Redcedar Environmental turns five today.
We have grown so much in the last five years, not only in numbers, but also as professionals. We have dedicated a lot of energy towards learning new skills and acquiring new certifications.
I have been a Certified Arborist for a couple of years now. The skills and knowledge that come with that certification have allowed us to expand our scope of work to our clients, providing more cost-effective service than hiring of multiple companies for a single job. I have also found that a proper understanding of trees is necessary to determine impacts during instream or near-stream works, and to find creative solutions when development must occur near protected trees.
We have also spent a lot of time learning about wetlands. With land availability for development at a premium, developers are looking towards those lands that were previously ignored. In many cases these areas include wetlands that have important development (and ecological) implications. We are also finding that many agricultural areas are wetlands. While current practice seems to indicate existing uses may continue unhindered, changing land uses through infilling, draining, or building is not permitted. We follow the US Army Corps of Engineers Wetland Delineation methodology. This is a science-based method that is consistent and repeatable, ensuring that the advice we provide for our clients is trust-worthy.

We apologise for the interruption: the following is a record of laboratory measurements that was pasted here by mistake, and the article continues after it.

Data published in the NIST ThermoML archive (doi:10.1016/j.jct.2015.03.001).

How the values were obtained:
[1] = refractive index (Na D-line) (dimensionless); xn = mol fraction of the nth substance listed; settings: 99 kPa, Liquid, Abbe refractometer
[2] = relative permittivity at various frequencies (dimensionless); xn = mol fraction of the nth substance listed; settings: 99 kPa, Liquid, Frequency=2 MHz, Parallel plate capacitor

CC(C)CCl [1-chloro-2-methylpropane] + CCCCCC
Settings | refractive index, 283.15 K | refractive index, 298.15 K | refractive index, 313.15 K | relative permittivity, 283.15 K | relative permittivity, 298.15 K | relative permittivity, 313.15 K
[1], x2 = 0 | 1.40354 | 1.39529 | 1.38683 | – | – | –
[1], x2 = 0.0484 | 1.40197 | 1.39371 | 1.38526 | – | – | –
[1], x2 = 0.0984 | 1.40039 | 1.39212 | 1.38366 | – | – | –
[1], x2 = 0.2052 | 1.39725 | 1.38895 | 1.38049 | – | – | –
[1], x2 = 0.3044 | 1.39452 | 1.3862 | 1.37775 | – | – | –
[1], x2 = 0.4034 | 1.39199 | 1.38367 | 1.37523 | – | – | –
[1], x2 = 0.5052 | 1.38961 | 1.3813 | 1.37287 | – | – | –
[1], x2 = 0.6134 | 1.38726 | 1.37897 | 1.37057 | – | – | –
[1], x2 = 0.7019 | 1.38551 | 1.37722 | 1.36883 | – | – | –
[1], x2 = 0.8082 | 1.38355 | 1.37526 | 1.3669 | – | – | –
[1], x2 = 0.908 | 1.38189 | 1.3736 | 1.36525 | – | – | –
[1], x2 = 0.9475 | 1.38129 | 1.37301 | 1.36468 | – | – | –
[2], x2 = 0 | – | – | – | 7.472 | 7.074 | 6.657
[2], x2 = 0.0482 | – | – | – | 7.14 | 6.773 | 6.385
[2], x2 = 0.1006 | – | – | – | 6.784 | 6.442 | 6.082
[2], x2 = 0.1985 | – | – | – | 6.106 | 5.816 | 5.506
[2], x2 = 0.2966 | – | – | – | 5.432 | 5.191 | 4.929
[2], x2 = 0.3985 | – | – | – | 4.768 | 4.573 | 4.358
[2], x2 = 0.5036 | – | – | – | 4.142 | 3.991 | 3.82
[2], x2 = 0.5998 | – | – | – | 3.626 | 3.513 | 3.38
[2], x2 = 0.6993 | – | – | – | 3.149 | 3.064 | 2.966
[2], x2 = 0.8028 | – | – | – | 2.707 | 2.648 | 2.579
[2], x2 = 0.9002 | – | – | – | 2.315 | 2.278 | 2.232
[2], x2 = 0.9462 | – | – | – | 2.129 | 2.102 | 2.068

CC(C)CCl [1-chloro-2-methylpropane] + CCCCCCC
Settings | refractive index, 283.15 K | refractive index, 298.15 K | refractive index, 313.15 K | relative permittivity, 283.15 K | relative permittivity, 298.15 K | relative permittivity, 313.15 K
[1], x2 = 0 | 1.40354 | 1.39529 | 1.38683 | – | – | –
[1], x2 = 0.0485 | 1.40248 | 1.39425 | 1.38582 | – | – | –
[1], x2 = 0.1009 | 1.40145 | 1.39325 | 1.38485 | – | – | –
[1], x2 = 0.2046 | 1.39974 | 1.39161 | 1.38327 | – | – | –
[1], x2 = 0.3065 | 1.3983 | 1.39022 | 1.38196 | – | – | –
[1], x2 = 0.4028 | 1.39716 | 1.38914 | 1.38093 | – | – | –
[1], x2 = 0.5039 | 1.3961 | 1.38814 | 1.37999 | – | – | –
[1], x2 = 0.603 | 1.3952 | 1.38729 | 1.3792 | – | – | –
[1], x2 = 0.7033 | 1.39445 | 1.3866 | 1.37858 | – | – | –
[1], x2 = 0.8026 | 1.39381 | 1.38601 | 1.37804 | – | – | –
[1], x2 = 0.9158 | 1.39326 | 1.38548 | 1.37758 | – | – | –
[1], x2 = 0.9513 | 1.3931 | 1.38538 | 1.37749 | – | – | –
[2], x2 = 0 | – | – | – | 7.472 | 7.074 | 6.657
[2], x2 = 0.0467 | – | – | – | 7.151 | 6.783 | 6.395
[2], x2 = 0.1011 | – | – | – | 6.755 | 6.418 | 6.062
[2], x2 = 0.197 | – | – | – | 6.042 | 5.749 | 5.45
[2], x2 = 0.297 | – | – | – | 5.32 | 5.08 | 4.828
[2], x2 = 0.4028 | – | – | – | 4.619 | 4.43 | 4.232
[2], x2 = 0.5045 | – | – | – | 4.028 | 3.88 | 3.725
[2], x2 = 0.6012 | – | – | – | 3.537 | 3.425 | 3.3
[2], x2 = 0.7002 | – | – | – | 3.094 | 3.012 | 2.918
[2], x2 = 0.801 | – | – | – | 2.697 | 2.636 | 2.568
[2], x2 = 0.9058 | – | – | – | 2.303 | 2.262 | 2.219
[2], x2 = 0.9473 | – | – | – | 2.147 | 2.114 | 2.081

In the coming weeks a (lucky) member of our team will be taking an advanced ornithology course in Revelstoke to learn about new technologies to use for nesting bird surveys. With legislation to protect nesting birds becoming more rigourous, we feel that having a more objective methodology is in the best interests of our clients.
Over the last five years I have learned that continuing education means learning new and practical skills. I will continue to look for serious learning opprortunities at universities or reputable training centres. Education at Redcedar Environmental means significant personal progress.
Lately we have also become involved in two development projects. While this has nothing to do with environmental science, it does help us understand the difficulties that our clients face. Development is a complicated business. There is no substitute for personal experience in this industry.
I don’t know what to expect in the next five years, but we have created a road map to ensure that we are well prepared to meet any new challenges that might arise.